The lymphatic system is the most recent body system to be discovered. It was first formally described in 1652. This relatively recent discovery does not indicate that this is evolutionarily a new system. Instead it was identified so late because this system is naturally difficult to visualize. Our lymphatic system is comprised of transparent lymph vessels, lymph nodes, lymphatic organs and lymph fluid. Lymph is fluid that has naturally been lost into the tissues via the cardiovascular system and is generally clear. Since the lymph vessels are transparent and the fluid within them is clear, it made it difficult to isolate and name this system. Despite being our newest system, it is an incredibly important to our survival.
As mentioned earlier, lymph is the fluid that has been lost from the cardiovascular system. This fluid has naturally escaped the capillaries into the tissue, carrying proteins and white blood cells. It is ideal for the fluid to enter the tissue spaces (intercellular space) temporarily to aid in cellular health, debris removal and immunity. Following our cardiovascular vessels, lymph structures can be found. They help to retrieve this lost fluid and debris. The lymphatic vessels ultimately return the fluid back to the blood stream, thus maintaining blood volume. Also, the lymphatic system houses our immunity. Our white blood cells, lymphocytes, antibodies and immune factors circulate through these vessels and lymph nodes, constantly searching and destroying any pathogen or germ it encounters.
This constant collection and return of fluids and immune circulation is vital to our health. If this return is compromised due to surgery, radiation, lymph node removal or general trauma, the tissues will slowly engorge and swell (edema). If this swelling becomes severe and irreversible it is called lymphedema. Conventional medicine does not have many ways to treat edema or lymphedema. The most common method is compression wrapping/sleeves and lifestyle restrictions.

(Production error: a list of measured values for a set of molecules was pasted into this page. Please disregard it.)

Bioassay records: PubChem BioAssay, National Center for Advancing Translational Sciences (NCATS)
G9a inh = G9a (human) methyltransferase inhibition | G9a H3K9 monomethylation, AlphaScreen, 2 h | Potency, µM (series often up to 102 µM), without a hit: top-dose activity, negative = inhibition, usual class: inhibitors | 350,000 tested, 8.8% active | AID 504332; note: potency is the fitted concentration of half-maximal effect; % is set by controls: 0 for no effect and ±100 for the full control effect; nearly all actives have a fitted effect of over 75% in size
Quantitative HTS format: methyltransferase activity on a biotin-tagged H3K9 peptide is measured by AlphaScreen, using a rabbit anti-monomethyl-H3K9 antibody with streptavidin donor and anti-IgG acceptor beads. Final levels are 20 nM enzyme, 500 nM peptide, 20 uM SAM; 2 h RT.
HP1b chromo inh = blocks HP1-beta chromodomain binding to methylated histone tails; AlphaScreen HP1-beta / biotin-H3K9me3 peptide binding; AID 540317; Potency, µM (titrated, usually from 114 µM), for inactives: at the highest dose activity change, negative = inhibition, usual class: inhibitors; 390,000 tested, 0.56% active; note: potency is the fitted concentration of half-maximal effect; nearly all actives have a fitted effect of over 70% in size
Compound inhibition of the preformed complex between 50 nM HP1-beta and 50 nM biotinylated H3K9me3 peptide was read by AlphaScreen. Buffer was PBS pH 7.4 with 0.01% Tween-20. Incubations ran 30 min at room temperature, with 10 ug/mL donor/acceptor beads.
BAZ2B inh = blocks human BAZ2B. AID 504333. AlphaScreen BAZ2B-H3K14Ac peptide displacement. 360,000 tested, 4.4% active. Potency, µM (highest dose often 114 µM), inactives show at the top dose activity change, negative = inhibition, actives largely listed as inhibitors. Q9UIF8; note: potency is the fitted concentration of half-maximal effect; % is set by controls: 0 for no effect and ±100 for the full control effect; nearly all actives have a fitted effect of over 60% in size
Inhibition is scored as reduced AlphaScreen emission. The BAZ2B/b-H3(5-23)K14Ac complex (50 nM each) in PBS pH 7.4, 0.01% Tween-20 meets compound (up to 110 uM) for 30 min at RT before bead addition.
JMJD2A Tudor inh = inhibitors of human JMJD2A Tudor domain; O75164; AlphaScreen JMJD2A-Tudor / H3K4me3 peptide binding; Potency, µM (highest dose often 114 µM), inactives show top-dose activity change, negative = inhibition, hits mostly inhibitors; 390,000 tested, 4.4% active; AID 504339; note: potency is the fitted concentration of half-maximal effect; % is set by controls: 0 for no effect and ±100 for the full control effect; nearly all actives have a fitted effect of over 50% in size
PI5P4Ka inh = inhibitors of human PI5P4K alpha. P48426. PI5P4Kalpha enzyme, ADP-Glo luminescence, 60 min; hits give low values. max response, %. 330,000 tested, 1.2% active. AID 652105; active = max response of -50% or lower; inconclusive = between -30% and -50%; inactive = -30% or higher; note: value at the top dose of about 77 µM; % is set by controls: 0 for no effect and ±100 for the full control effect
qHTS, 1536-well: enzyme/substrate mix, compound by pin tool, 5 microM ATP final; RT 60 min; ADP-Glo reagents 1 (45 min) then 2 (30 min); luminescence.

Lymph drainage is a light, manual therapy developed by a French Osteopath, Dr. Bruno Chikly. Lymph drainage is a methodical technique that aids in moving and routing the lymph and decongests the tissues. It can be helpful for drainage of superficial and deep congestion and inflammation of the skin, muscle, bone, and organ. By decreasing the fluid congestion and inflammation, the body works and feels better. Furthermore, encouraging lymph drainage aids in the circulation of the immune system.
Lymph drainage is light, gentle and comfortable. Lymph drainage can be helpful for:
- acute and chronic swelling
- fluid retention
- scar healing
- gastrointestinal concerns
- spinal pain
In addition, it feels good to receive a session. It is incredibly relaxing. Many persons make lymph drainage a part of their preventative and wellness visits. You should too!